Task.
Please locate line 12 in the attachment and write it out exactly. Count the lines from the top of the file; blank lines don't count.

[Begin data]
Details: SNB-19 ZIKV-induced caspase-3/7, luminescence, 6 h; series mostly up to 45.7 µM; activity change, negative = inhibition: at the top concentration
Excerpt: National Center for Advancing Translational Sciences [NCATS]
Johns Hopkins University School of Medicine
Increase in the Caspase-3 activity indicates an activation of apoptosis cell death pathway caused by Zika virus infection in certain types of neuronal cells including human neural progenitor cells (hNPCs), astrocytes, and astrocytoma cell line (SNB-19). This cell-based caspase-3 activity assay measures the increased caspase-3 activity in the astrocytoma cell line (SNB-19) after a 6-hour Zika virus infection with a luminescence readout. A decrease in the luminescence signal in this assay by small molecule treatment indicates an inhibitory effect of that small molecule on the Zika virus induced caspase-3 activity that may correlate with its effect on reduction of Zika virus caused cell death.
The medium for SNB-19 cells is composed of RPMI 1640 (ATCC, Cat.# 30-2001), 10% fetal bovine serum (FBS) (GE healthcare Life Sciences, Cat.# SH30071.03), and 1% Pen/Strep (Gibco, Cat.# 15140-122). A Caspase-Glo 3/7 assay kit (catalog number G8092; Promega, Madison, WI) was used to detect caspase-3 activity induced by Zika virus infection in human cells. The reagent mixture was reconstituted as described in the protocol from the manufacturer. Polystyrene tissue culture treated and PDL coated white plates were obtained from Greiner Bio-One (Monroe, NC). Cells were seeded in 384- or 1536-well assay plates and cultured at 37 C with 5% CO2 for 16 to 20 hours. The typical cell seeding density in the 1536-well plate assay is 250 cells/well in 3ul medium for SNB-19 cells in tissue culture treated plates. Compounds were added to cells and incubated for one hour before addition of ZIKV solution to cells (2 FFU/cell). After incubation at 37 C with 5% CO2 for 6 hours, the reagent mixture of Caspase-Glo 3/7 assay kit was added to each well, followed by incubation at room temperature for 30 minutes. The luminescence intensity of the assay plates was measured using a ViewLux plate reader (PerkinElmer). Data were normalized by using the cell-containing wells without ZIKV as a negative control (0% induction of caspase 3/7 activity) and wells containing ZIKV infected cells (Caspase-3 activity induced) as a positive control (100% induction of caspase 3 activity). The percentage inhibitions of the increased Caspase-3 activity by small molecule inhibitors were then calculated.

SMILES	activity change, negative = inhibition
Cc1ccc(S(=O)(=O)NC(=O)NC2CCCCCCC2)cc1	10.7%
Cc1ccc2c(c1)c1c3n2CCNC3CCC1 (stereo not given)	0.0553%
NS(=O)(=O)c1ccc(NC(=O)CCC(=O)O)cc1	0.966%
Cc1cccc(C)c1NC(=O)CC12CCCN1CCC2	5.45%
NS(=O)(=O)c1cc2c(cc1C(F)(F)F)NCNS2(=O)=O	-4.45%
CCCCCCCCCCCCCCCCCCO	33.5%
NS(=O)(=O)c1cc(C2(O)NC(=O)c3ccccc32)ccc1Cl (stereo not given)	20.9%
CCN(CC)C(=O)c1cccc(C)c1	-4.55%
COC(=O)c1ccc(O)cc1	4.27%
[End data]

CCCCCCCCCCCCCCCCCCO	33.5%